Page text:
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Music

The 18th annual Warped Tour is bouncing back

Photo: Courtesy photos, License: N/A

Courtesy photos

After the Burial, one of the 70+ bands of Warped Tour.

Photo: , License: N/A

Hardcore rockers Of Mice and Men (yes, like the book).


Three years ago, Warped was a summer festival tour in transition. The traveling festival devoted to all styles of modern rock had celebrated its 15th year in 2009 and had become the longest running festival tour in U.S. history, but even the tour’s organizer, Kevin Lyman, admits there was good reason to wonder if Warped was close to having run its course.

“Brett Gurewitz [of Bad Religion and head of Epitaph Records] told me one day, ‘I didn’t know if you could do it. I thought it was over,'" Lyman
recalled in an early June phone interview. “And two years ago he walked up to me and said ‘You totally did it.’”

In 2010, Lyman began to reinvent Warped Tour, hoping to revitalize the tour and keep it relevant and successful for the future. Today, it appears he's succeeded.          

What Lyman realized was that some acts that had been mainstays — groups like Bad Religion and NOFX — were no longer right for Warped. Those groups had grown older, as had their fans. But the early Warped following hadn’t stayed with the tour as they aged.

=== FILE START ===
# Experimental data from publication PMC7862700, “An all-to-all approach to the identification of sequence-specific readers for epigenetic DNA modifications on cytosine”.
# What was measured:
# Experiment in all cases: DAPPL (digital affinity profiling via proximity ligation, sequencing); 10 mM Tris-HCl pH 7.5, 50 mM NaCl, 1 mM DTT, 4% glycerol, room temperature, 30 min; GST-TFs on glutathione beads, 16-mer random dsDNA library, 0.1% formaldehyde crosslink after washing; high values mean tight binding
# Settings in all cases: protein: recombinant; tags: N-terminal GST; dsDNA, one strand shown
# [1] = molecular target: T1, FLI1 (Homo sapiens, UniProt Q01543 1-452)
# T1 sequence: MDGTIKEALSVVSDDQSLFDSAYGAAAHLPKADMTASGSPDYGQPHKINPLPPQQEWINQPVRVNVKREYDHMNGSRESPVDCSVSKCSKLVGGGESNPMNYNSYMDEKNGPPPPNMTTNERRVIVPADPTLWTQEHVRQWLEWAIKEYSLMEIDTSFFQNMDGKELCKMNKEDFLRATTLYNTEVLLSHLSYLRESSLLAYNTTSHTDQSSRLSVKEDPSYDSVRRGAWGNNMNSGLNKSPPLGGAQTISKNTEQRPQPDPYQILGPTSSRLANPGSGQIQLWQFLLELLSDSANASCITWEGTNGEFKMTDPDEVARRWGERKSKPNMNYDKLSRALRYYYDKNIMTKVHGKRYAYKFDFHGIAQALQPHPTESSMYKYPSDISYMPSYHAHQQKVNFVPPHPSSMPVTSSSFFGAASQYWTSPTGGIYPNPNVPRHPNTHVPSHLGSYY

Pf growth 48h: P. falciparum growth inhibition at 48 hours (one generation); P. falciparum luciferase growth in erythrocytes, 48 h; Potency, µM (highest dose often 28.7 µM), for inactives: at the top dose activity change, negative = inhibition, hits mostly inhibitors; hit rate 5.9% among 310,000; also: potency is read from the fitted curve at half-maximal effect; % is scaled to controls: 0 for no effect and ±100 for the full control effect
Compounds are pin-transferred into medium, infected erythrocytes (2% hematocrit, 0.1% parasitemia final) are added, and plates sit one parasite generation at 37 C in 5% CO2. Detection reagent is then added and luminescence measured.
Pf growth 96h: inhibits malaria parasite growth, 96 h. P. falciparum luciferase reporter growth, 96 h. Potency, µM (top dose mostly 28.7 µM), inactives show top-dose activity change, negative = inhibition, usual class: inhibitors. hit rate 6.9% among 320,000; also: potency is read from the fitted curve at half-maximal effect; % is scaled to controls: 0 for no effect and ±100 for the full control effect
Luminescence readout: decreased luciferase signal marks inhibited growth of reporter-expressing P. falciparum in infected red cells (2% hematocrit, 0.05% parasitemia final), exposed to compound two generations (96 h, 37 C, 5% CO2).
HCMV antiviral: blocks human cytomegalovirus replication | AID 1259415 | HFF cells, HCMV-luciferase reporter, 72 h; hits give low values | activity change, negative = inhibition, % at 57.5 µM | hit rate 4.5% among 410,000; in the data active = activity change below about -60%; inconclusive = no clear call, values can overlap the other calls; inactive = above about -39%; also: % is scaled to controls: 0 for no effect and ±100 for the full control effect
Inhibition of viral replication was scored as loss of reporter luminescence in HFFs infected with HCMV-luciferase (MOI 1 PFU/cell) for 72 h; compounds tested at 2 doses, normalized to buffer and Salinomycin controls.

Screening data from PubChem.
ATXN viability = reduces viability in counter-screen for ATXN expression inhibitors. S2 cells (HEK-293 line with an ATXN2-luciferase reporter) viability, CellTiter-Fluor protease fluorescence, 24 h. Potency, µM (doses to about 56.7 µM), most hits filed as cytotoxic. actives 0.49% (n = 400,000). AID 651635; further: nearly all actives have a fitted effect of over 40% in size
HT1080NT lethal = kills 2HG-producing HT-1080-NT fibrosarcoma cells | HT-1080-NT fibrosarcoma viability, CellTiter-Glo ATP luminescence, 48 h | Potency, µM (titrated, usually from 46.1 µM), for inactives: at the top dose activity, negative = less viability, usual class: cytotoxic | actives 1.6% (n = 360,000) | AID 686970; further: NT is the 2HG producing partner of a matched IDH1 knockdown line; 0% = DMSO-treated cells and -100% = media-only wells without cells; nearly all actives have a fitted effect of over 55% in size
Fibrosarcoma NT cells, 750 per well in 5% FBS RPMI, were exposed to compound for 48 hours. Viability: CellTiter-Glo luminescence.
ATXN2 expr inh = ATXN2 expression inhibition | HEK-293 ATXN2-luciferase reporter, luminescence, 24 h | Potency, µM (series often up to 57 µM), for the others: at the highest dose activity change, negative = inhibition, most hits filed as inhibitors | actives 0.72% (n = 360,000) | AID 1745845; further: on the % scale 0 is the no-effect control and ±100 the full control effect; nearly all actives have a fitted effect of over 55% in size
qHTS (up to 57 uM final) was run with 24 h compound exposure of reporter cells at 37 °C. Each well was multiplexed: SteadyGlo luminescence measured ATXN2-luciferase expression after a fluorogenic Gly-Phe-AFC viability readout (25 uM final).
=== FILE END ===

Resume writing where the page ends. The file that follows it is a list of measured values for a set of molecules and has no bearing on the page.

“Hey, the average 45-year-old doesn’t want to stand in a parking lot for nine hours through "Pierce The Veil" to see Bad Religion,” Lyman said.

In a nutshell, Lyman determined that the Warped tour draws two major age groups — kids from 13 to 19 (which makes up about 70 percent of the audience) and young adults around 24 to 30.

The 90-plus acts that will play all or portions of this summer’s tour — which began June 16 in Salt Lake City and wraps up August 5 in Portland, Oregon — skew towards one or the other fan base. For those entering their teens and high school years, the lineup features such buzz-worthy emerging acts as Ballyhoo, Breathe Carolina, Machine Gun Kelly, Miss May I, Skinny Lister, and We Are The In Crowd. For the slightly older young adult fans, the bill includes established bands such as Taking Back Sunday, New Found Glory, The Used, Yellowcard, Senses Fail, and Anti-Flag.

“They’re not the kids anymore,” Lyman said of the latter acts. “They’re the legends of Warped Tour.”

What Lyman has retained — and perhaps even bolstered — is the musical diversity of the lineup, something that has long been a hallmark of the Warped tour.

The tour still features its original core genres of punk and ska with acts like Streetlight Manifesto, I Am Avalanche, and New Found Glory. But fans can also find several varieties of metal (Vampires Everywhere!, Every Time I Die), hardcore (They All Float, Falling In Reverse), reggae/rock (Tomorrow’s Bad Seeds, Ballyhoo), and hip-hop (the Constellations and Machine Gun Kelly). This year’s tour also has a new “Acoustic Basement” tent for un-plugged performance and a new “Silent Disco” tent for electronic acts.

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